And haven't we felt this same way Sure in our hearts, but afraid just the same To say I can't stay one minute more
You might think that it's hopeless Beyond our control But that's not necessarily so Can't you see there's a chance For the daring young soul Who's finally learned to say no
No, I won't be misused Ignored or refused And I won't just give up and let go
So tonight hold me close to you And don't give up what's important to you And as time rolls on Nothing can stand in our way
And I believe if we learn from the past We'd find keys to unlock every door Dark would turn into light We'd be strong We'd be right
So tonight hold me close to you And don't give up what's important to you And as time rolls on Nothing will stand in our way
And I believe if we learn from the past We'd say haven't we been here before Oh, and I believe if we open our hearts We'd find keys to unlock every door Hearts could change overnight We'd be strong...We'd be right So stay with me now The future is ours And we'll be the ones who go on
The time is now for a Jesus Revolution. It is time for us to be the daring souls who say no to this blatant misuse of Christianity. Politics can corrupt the church; they cannot corrupt Jesus. Exclusivity may be championed by our politicians, but it will never be championed by Jesus. It's time to take a stand and Take Back Our Church- #TBOC (It should really be take back HIS church, but TBOC is a much better hashtag). Christianity was never intended to be a religious organization, it was intended to be a movement founded on the life and teachings of a radical Rabbi who was also the Son of God. It's not about moral superiority, or cultural warfare or national exceptionalism. It's all about love. Think of those final words of the song as being a direct order from the Christ. "Stay with me now, the future is ours, and we'll be the ones who go on." More than ever, it has GOTS to be all about Jesus! And that's all I have to say about that... Because of Jesus,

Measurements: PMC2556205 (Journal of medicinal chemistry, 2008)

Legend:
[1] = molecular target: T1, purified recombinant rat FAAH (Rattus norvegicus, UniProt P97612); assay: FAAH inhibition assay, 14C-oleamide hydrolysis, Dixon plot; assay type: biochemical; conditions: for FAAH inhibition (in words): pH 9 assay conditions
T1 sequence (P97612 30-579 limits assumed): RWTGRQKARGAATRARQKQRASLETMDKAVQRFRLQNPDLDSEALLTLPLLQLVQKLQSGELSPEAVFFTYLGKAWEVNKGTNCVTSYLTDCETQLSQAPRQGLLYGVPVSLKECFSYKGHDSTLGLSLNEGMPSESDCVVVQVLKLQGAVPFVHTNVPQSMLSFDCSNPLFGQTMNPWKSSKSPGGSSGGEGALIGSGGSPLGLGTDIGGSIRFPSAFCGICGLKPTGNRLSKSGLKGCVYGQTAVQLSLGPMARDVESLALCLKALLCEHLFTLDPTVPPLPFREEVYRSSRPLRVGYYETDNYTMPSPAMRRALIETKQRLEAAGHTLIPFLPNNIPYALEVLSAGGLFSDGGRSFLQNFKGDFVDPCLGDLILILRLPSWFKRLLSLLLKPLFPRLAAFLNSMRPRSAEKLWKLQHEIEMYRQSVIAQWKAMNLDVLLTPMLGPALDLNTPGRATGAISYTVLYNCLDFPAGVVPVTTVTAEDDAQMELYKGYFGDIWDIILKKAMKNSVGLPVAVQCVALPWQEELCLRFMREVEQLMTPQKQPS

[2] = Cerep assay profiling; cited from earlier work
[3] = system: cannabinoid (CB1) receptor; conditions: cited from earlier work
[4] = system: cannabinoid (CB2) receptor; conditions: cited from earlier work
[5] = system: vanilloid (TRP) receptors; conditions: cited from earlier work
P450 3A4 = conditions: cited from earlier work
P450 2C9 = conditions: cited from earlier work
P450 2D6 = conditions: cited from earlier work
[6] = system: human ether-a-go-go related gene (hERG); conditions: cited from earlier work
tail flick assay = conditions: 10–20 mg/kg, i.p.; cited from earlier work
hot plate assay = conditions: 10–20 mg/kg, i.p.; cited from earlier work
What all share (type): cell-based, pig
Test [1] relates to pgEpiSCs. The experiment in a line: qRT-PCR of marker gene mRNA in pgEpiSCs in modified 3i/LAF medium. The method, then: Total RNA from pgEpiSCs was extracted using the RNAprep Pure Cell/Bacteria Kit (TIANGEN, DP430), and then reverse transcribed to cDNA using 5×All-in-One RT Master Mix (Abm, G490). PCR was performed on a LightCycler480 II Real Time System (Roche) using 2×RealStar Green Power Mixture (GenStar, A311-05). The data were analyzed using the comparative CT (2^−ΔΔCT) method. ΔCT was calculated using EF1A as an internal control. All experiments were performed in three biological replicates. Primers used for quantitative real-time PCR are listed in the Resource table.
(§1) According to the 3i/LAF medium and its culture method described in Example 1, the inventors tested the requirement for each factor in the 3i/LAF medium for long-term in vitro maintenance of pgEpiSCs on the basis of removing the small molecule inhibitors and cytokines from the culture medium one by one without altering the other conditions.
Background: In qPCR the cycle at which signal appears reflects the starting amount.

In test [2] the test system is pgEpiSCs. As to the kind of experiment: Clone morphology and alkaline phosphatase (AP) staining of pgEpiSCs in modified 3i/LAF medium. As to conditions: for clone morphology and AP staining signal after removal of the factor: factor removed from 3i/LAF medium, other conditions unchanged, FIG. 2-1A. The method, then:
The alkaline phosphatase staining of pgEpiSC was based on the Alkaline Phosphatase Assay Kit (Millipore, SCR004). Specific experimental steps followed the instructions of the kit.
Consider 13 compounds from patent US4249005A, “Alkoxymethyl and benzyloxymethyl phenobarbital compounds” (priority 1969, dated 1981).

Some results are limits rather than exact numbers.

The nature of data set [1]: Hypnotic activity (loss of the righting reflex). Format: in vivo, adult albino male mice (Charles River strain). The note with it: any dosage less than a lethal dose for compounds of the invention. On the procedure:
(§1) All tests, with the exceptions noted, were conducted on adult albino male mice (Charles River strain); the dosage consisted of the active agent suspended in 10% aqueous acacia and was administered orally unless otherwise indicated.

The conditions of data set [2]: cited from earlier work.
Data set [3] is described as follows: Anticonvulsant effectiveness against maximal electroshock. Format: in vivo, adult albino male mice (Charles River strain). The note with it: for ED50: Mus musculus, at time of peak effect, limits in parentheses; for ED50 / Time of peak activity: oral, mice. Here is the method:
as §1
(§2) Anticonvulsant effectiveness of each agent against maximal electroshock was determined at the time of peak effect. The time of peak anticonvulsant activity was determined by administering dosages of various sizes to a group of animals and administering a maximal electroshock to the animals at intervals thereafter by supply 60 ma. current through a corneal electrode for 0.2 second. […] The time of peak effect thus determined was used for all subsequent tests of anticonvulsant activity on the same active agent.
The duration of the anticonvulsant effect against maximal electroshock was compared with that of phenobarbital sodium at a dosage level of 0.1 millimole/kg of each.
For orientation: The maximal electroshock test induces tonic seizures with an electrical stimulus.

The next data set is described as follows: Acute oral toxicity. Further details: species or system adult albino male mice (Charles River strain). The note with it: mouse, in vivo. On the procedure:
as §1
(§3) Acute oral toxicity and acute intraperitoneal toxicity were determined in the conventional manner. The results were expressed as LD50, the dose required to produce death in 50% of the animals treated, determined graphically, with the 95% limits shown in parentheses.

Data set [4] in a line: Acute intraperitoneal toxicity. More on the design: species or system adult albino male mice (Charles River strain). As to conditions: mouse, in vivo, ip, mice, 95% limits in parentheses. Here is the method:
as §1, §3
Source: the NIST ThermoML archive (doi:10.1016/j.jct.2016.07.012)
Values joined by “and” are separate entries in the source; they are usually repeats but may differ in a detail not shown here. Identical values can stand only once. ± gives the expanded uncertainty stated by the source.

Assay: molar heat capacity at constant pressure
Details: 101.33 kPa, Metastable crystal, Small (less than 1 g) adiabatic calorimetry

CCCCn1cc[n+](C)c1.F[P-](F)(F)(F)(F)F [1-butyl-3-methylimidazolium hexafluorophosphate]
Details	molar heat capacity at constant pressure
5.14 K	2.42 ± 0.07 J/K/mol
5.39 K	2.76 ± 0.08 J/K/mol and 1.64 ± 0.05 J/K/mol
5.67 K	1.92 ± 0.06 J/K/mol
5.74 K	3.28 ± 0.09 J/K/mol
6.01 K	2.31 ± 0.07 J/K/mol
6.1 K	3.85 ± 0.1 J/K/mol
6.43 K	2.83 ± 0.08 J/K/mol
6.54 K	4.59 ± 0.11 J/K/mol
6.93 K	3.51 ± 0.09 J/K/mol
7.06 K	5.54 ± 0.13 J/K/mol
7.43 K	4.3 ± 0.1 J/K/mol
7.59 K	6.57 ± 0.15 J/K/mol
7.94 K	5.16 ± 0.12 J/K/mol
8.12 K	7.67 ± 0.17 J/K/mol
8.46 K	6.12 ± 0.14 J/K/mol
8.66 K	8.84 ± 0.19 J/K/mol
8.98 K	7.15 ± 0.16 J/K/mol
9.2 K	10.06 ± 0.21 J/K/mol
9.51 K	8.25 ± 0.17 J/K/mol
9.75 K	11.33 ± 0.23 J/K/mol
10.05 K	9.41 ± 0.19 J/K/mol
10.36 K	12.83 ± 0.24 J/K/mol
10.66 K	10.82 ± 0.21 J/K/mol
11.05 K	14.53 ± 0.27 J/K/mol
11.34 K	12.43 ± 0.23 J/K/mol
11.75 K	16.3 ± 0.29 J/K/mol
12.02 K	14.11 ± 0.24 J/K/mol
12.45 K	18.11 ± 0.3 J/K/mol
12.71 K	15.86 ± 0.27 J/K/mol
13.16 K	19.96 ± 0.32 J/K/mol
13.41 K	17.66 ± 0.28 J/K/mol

Today is the birthday of Steve Semmler, my longtime best friend and partner in crime. Back in 2010 i wrote a post about him and about best friends, and I share it again (with updates) on this Flashback Friday. Happy birthday, Steve! Looking forward to our next adventure! I don't remember when I first began to hear students using the term BFF. I know it's been a while now, and I know that those who used it were mostly teenage girls. Hearing it always brought a smile to my face. For the uninitiated, the abbreviation stands for Best Friends Forever. I am sorry to be so blunt, but there are few demographics in society who know less about the concept of BFF than teenage girls. Their best friend today often turns into an enemy tomorrow. Forever is the time between arriving at school and the end of the day. If you listen to conversations or read social networking pages you would be led to believe that each girl has numerous friends who fall into this elite category. In fact, by definition, you can only have one BFF, because "Best" is an absolute. And that is what I want to talk about today.
In truth, a BFF is someone with whom you share things that you have experienced with absolutely no one else. It is a person who knows you in ways other people are clueless about; it is a friend with whom you share so many inside jokes and stories that your conversations can leave other close friends wondering what language you are speaking. A BFF is not someone you share a brief period of your life with before moving on to a new group of friends. People like that can be among your best friends, but there is nothing forever about that type of relationship. There is something in the BFF relationship that is eternal.